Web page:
According to journalists Riah Pryor and Melanie Gerlis of The Art Newspaper (October 2011) in their article "Sotheby's calls on author to retract looted art report", Jane Levine, Sotheby's world-wide director of compliance, wrote a letter dated August 26 to Davis requesting that her published article be retracted. According to the journalists:
"Levine objects principally to the report's view that that auction house routinely sold Khmer antiquities that were illegally removed or transported out of Cambodia and says 'the paper is devoid of any credible factual support for such serious and damaging allegations.'"
Levine, who spoke on a panel at the meeting commemorating the 40th anniversary of the 1970 Convention in March in Paris at UNESCO about Sotheby's stricter compliance regulations in selling antiquities, 'says a lack of provenance, particularly when limited to a catalogue entry, does not necessarily mean the origin is illegal,' Pryor and Gerlis quoted.
In her article, Davis writes that
"Sotheby’s has repeatedly been caught auctioning stolen art and looted antiquities, including pieces from Cambodia. For example, Sotheby’s repatriated two sandstone heads and a statuette to Cambodia after they were published by Looting in Angkor: One Hundred Missing Objects, a 1993 report of UNESCO’s International Council of Museums (ICOM), which pleaded for the return of 100 valuable antiquities stolen from the Conservation d’Angkor in the 1980s and early 1990s. In his exposé Sotheby’s: The Inside Story (1997), journalist Peter Watson uncovered that sculptures from Angkor Wat had been smuggled into Sotheby’s London offices disguised as “dolls” and “stone torsos,” on at least two separate occasions."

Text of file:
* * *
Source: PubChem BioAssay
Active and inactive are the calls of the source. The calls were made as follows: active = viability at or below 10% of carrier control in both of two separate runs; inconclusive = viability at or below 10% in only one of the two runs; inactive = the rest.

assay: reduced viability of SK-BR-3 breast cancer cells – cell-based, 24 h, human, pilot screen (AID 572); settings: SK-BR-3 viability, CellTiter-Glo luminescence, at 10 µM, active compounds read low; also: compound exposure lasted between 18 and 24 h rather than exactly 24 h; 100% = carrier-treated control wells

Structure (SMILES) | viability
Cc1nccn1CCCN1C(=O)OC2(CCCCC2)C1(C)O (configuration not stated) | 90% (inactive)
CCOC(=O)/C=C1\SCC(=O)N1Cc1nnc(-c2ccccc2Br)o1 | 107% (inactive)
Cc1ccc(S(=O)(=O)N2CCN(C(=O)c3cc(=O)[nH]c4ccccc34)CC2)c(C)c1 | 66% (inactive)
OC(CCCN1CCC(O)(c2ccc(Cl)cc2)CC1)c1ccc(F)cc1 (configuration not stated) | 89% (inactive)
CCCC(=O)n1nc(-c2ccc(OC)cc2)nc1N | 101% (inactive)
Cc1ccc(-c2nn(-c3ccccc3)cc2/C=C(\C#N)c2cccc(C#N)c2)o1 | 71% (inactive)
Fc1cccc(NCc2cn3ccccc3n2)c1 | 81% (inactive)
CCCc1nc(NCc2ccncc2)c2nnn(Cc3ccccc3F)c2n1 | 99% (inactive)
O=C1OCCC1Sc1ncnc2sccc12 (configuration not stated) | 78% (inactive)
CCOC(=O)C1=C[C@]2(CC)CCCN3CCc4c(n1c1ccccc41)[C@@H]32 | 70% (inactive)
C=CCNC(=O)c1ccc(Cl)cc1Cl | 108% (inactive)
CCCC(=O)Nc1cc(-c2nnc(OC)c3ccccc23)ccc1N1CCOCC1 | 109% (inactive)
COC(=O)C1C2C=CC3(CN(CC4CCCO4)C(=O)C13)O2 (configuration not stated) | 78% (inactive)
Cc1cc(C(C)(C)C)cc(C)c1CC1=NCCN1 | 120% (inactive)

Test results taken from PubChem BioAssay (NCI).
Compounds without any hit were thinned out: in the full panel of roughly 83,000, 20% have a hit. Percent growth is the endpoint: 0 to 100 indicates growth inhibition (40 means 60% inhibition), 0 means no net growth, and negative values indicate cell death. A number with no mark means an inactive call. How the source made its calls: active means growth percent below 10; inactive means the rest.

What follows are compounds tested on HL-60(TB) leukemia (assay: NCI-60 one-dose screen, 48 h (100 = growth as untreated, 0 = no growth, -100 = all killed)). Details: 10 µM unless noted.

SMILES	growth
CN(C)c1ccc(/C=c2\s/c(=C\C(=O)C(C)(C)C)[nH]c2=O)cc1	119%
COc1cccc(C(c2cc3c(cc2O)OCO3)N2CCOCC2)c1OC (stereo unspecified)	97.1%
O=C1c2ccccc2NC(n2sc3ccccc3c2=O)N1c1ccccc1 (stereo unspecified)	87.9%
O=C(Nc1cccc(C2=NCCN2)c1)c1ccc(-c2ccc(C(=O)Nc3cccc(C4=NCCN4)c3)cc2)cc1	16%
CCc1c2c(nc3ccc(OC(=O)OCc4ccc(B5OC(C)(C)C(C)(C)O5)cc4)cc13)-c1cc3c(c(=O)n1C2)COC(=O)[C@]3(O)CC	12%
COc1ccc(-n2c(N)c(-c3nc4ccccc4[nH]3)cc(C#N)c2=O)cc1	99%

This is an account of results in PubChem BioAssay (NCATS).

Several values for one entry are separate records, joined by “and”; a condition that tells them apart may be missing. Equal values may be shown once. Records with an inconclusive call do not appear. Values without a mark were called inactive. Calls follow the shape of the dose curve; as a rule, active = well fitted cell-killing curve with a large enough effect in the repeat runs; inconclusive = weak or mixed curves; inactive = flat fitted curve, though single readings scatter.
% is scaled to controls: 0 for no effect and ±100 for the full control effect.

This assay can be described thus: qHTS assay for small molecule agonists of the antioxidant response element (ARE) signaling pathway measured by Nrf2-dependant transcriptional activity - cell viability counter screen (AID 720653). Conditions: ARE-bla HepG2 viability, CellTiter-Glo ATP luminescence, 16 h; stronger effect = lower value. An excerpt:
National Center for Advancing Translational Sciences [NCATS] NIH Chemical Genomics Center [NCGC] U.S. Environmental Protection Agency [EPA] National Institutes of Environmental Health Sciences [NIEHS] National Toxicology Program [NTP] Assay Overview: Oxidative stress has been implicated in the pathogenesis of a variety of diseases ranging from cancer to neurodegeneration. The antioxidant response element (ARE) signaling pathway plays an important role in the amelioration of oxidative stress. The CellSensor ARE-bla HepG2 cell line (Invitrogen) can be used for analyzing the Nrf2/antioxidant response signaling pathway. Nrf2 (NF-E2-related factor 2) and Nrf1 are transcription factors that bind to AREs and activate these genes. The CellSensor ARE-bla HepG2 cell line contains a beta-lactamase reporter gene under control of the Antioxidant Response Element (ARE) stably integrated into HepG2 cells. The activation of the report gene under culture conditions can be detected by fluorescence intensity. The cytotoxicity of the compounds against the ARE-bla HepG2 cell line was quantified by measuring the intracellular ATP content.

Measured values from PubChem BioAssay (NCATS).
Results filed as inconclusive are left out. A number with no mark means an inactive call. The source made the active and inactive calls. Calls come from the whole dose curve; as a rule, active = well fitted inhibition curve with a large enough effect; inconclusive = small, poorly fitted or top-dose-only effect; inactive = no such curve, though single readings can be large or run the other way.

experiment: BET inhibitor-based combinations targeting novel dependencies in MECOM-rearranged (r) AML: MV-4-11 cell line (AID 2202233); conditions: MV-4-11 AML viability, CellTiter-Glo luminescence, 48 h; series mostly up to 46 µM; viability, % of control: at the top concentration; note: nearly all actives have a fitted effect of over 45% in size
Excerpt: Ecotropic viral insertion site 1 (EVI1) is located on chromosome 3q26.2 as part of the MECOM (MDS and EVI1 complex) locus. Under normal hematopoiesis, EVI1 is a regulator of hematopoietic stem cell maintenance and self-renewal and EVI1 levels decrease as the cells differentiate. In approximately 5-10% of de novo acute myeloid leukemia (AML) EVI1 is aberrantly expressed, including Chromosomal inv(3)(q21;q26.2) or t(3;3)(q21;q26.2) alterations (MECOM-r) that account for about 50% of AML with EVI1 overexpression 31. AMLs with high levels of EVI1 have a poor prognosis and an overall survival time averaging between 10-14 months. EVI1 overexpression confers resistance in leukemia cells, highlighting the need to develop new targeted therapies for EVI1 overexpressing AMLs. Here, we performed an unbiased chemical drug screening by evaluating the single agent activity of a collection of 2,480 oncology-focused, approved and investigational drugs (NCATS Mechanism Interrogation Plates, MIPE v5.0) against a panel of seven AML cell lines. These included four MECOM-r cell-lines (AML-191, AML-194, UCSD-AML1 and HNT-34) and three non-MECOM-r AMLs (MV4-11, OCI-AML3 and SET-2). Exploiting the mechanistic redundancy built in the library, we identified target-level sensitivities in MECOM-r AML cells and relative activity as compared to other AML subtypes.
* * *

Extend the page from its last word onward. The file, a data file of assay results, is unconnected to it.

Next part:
This history at Sotheby's prompted Davis to look at Sotheby's auction catalogues from 1988 to 2010 in regards to the sale of Cambodian art. The absence of the information about the provenance or the history of the objects prompted Davis to ask about the legality of the sale of these objects, a question raised for the past 40 years since the international UNESCO treaty began the dialogue that only cooperation between countries could stem the looting and sale of looted cultural property. In 2006, a PBS show, Illicit Antiquities, featured Heritage Watch discussing the loss of cultural property from Cambodia.